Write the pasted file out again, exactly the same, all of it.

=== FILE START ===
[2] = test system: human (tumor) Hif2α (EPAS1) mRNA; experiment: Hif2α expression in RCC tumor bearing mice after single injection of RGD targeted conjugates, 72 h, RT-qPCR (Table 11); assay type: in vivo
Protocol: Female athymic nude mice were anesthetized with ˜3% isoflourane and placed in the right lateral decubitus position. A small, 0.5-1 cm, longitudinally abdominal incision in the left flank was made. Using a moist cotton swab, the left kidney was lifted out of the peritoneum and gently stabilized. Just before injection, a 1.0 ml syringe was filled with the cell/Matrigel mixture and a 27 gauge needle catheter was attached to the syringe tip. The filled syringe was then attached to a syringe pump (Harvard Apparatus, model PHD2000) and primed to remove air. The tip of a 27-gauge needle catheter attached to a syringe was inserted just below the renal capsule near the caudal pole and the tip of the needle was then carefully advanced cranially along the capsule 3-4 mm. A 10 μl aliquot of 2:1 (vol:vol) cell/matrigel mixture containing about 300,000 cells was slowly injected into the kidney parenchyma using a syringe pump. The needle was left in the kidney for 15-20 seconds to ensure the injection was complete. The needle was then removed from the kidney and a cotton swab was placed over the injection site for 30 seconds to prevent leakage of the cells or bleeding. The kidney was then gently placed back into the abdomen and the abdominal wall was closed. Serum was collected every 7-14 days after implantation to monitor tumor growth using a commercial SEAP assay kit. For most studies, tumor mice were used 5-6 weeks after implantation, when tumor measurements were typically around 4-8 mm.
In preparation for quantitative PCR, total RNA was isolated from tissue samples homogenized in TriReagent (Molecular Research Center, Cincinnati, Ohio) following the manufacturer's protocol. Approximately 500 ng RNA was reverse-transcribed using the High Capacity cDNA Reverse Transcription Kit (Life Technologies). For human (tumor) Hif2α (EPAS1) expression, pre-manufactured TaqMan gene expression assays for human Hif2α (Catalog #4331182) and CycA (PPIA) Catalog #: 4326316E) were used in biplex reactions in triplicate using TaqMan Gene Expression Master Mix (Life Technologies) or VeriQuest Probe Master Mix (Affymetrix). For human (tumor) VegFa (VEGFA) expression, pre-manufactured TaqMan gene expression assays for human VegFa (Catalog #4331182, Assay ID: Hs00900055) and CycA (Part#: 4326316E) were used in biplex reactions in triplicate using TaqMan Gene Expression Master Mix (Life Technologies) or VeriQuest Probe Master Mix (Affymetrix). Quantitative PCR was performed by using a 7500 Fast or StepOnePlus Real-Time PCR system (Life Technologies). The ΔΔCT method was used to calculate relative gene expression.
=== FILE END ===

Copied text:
[2] = test system: human (tumor) Hif2α (EPAS1) mRNA; experiment: Hif2α expression in RCC tumor bearing mice after single injection of RGD targeted conjugates, 72 h, RT-qPCR (Table 11); assay type: in vivo
Protocol: Female athymic nude mice were anesthetized with ˜3% isoflourane and placed in the right lateral decubitus position. A small, 0.5-1 cm, longitudinally abdominal incision in the left flank was made. Using a moist cotton swab, the left kidney was lifted out of the peritoneum and gently stabilized. Just before injection, a 1.0 ml syringe was filled with the cell/Matrigel mixture and a 27 gauge needle catheter was attached to the syringe tip. The filled syringe was then attached to a syringe pump (Harvard Apparatus, model PHD2000) and primed to remove air. The tip of a 27-gauge needle catheter attached to a syringe was inserted just below the renal capsule near the caudal pole and the tip of the needle was then carefully advanced cranially along the capsule 3-4 mm. A 10 μl aliquot of 2:1 (vol:vol) cell/matrigel mixture containing about 300,000 cells was slowly injected into the kidney parenchyma using a syringe pump. The needle was left in the kidney for 15-20 seconds to ensure the injection was complete. The needle was then removed from the kidney and a cotton swab was placed over the injection site for 30 seconds to prevent leakage of the cells or bleeding. The kidney was then gently placed back into the abdomen and the abdominal wall was closed. Serum was collected every 7-14 days after implantation to monitor tumor growth using a commercial SEAP assay kit. For most studies, tumor mice were used 5-6 weeks after implantation, when tumor measurements were typically around 4-8 mm.
In preparation for quantitative PCR, total RNA was isolated from tissue samples homogenized in TriReagent (Molecular Research Center, Cincinnati, Ohio) following the manufacturer's protocol. Approximately 500 ng RNA was reverse-transcribed using the High Capacity cDNA Reverse Transcription Kit (Life Technologies). For human (tumor) Hif2α (EPAS1) expression, pre-manufactured TaqMan gene expression assays for human Hif2α (Catalog #4331182) and CycA (PPIA) Catalog #: 4326316E) were used in biplex reactions in triplicate using TaqMan Gene Expression Master Mix (Life Technologies) or VeriQuest Probe Master Mix (Affymetrix). For human (tumor) VegFa (VEGFA) expression, pre-manufactured TaqMan gene expression assays for human VegFa (Catalog #4331182, Assay ID: Hs00900055) and CycA (Part#: 4326316E) were used in biplex reactions in triplicate using TaqMan Gene Expression Master Mix (Life Technologies) or VeriQuest Probe Master Mix (Affymetrix). Quantitative PCR was performed by using a 7500 Fast or StepOnePlus Real-Time PCR system (Life Technologies). The ΔΔCT method was used to calculate relative gene expression.